Dad and I made a visit the other day to Grouse Flats in Wallowa Co., OR. To get there from Lewiston – you travel to Clarkston then Asotin and then up the Asotin grade. At that point you are on the top of what is called the Anatone Flats. You then travel down the aptly named Rattlesnake grade and travel along a two lane road towards the tiny town of Troy, OR. All the while keeping a close watch on cascading rocks from the hillside…once you reach Troy, you turn at the sign pointing towards Bartlett. This takes you up yet another winding gravel road and you finally reach the turn off that leads you to the Bartlett Union Cemetery – up on top of Grouse Flats.
My great grandmother made the trip from TN in 1910 in a far less comfortable conveyance (train then a wagon) and in much worse weather (November) by herself and with a baby at 16 years old. Her husband picked her up at Troy, OR and took her up that winding grade towards Bartlett and her new home on Grouse Flats. It was a ramshackle shack that was located on a homestead near her husband’s brother’s place. By the time she was 20 years old, she had another child and was pregnant with her third. When the time came to give birth, she sent her husband to his brother’s house to bring him to their home. Pop Friddle must have taken the children with him…because I doubt that he left them with his wife struggling to give birth and probably felt it best to leave them with another adult. Mom Friddle lay on that bed going through childbirth when she realized that they might not make it back in time. As my mother related the story to me…she asked her “What did you do?” Mom Friddle replied “I got myself up and sat in the rocking chair and put my legs on the arms of the chair. When the time came, I delivered the baby and tried to clean myself up as best I could.” When Pop Friddle arrived back at the house with his brother…Mom Friddle lay on the bed with baby boy still attached to her with his umbilical cord.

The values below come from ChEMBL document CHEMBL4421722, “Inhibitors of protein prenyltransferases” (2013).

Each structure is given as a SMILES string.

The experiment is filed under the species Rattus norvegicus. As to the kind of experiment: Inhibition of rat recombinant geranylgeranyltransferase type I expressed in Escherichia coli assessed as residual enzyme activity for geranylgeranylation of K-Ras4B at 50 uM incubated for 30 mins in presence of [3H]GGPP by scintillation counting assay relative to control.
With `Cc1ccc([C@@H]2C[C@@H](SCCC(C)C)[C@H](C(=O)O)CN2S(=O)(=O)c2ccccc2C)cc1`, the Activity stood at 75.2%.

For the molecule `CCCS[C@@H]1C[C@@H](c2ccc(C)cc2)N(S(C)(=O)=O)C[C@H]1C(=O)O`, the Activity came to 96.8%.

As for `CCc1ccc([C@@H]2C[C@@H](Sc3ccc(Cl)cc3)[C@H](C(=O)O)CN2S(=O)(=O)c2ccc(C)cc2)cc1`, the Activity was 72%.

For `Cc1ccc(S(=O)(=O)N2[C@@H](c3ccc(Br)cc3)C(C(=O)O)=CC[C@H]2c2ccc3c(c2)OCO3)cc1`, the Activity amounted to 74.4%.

|Taken near the Bartlett Cemetery looking towards the Snake River country.|
It must have been a happy time for them…those few short months that they had their two boys and their daughter, but then the baby got sick. Today we don’t think of diarrhea as a particularly dangerous situation – but to a young child, it can be deadly. He had what was called Dysentery and the most dangerous part of the disease was the severe dehydration especially for a young child. Mom and Pop Friddle even sent their young 5 year old son a few miles away to get some goat milk to see if they could get some fluid in their baby’s tiny body. Their son, Ronald, died a few days short of his four month birthday. Mom always thought that Ronald was buried at the Pomeroy City Cemetery in Pomeroy, WA. I think that Mom Friddle probably told her that Ronald was buried in the local cemetery and Mom might have assumed that it was at Pomeroy. While checking the cemetery – we came up empty. Then I found a book that had burials of Wallowa Co., OR, Asotin Co., WA and Garfield Co., OR. It was in that book that we found a listing for Ronald Friddles with the birthdate of 27 Jun 1914 and death of 24 Sep 1914 at the Bartlett Union Cemetery. He was buried near his uncle Albert at the same cemetery. When we made our first trip up to Grouse Flats we found Uncle Albert’s grave but was unable to find Ronald’s grave. From cemetery records, we know that he was buried in Lot 55, Grave 2. I’m sure some small marker was place there when he died, but nothing remains to mark his grave.
|Friddle family - taken about 1918. |
Left to Right - Capitola, David Carl aka Pop Friddle, Jack, Sophia aka Mom Friddle
Today nothing remains of Mom and Pop Friddle and their children except their descendants. Uncle Claude died last August and Uncle Jack died back in 1987 and my grandmother died in 1985. We have plans to place a marker where baby Ronald is buried and perhaps memorialize his two brothers whose ashes are scattered nearby. The three Friddle brothers who were never together in life share a memorial to their life!